What Does God Want From Us? Parshat Pinchas


What Does God Want From Me?: a Parshat Pinchas Torah Study by OneShul.org

Presented by Patrick Aleph


Premise: the Bible often has conflicting moral messages. Our goal as Jews is to figure out what the message is, so that we can live the moral message correctly. 

PaRDeS Method: P’shat (literal), Remez (metaphorical), Drush (contextual), Sod (secret/esoteric)

Numbers 25:10 And the LORD spoke unto Moses, saying: 11 ‘Phinehas, the son of Eleazar, the son of Aaron the priest, hath turned My wrath away from the children of Israel, in that he was very jealous for My sake among them, so that I consumed not the children of Israel in My jealousy. 12 Wherefore say: Behold, I give unto him My covenant of peace; 13 and it shall be unto him, and to his seed after him, the covenant of an everlasting priesthood; because he was jealous for his God, and made atonement for the children of Israel.’ 14 Now the name of the man of Israel that was slain, who was slain with the Midianitish woman, was Zimri, the son of Salu, a prince of a fathers’ house among the Simeonites. 15 And the name of the Midianitish woman that was slain was Cozbi, the daughter of Zur; he was head of the people of a fathers’ house in Midian.

Literal Message: it is correct to kill our enemies and even our own people in the event of potential idolatry, military campaigning

Metaphorical Message: to serve God, we are required to go beyond our boundaries (in this case, fighting Midianites), and sometimes go against the community (Zimri, the prince)

Contextual Message: the collective Israel must defend itself against the temptation to stop serving God (later, we learn how to serve God through holidays and sacrifices, also latter mention of Korach)

Secret Message: the letter “yod” in Phinehas’s name is drawn smaller. This small “yod” shows that when we commit violence, even for the sake of good, something inside us diminishes (Etz Chaim, pg. 918)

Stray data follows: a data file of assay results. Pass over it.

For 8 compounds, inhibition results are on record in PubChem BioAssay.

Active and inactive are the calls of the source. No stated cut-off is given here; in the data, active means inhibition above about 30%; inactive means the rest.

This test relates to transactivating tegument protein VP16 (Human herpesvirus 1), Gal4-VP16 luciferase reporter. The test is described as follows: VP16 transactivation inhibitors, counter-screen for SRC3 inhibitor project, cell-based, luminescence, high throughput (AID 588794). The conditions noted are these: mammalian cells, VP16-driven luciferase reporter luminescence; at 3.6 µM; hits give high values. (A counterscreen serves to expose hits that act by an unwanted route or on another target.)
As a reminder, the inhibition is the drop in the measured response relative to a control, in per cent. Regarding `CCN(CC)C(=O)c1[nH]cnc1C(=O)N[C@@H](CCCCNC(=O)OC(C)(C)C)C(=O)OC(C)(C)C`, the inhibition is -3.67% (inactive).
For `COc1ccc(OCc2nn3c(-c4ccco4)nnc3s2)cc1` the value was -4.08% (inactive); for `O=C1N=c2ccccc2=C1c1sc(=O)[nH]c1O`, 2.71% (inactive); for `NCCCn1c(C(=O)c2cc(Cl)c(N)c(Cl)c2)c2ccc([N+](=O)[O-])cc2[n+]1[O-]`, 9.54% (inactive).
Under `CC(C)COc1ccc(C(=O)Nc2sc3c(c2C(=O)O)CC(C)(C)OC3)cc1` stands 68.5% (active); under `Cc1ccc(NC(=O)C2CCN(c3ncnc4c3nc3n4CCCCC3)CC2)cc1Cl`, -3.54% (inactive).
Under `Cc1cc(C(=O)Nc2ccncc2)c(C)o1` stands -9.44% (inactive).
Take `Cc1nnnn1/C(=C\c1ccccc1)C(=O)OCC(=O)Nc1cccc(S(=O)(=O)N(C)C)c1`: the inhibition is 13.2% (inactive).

Number 27:1 Then drew near the daughters of Zelophehad, the son of Hepher, the son of Gilead, the son of Machir, the son of Manasseh, of the families of Manasseh the son of Joseph; and these are the names of his daughters: Mahlah, Noah, and Hoglah, and Milcah, and Tirzah. 2 And they stood before Moses, and before Eleazar the priest, and before the princes and all the congregation, at the door of the tent of meeting, saying: 3 ‘Our father died in the wilderness, and he was not among the company of them that gathered themselves together against the LORD in the company of Korah, but he died in his own sin; and he had no sons. 4 Why should the name of our father be done away from among his family, because he had no son? Give unto us a possession among the brethren of our father.’ 5 And Moses brought their cause before the LORD. 6 And the LORD spoke unto Moses, saying: 7 ‘The daughters of Zelophehad speak right: thou shalt surely give them a possession of an inheritance among their father’s brethren; and thou shalt cause the inheritance of their father to pass unto them. 8 And thou shalt speak unto the children of Israel, saying: If a man die, and have no son, then ye shall cause his inheritance to pass unto his daughter. 9 And if he have no daughter, then ye shall give his inheritance unto his brethren. 10 And if he have no brethren, then ye shall give his inheritance unto his father’s brethren. 11 And if his father have no brethren, then ye shall give his inheritance unto his kinsman that is next to him of his family, and he shall possess it.

Literal Message: Women can inherit property

Metaphorical Message: God is flexible to human needs. Law can change over time. God’s morality is rooted in justice.

Contextual Message: Rabbi Akiva explains that Zelophehad was the man who was executed for violating Shabbat (Num. 15:32). His daughters; however, never took part in the Midianite behavior and thus were righteous (Etz Chaim, pg. 926).

Secret Message: in the messianic era (olam ha’ba) there will be no distinctions in status between men and women ( Reb. Zalman – http://www.rzlp.org/wordpress/?p=406)  

What does God want from us? God wants our commentary. Through the commentary and analysis, we will eventually arrive at the right answer, which may be different over time.

Enjoyed this archived service or article? Click here to donate $3 to OneShul (care of PunkTorah).

Support OneShul on GoFundMe

Leave a Reply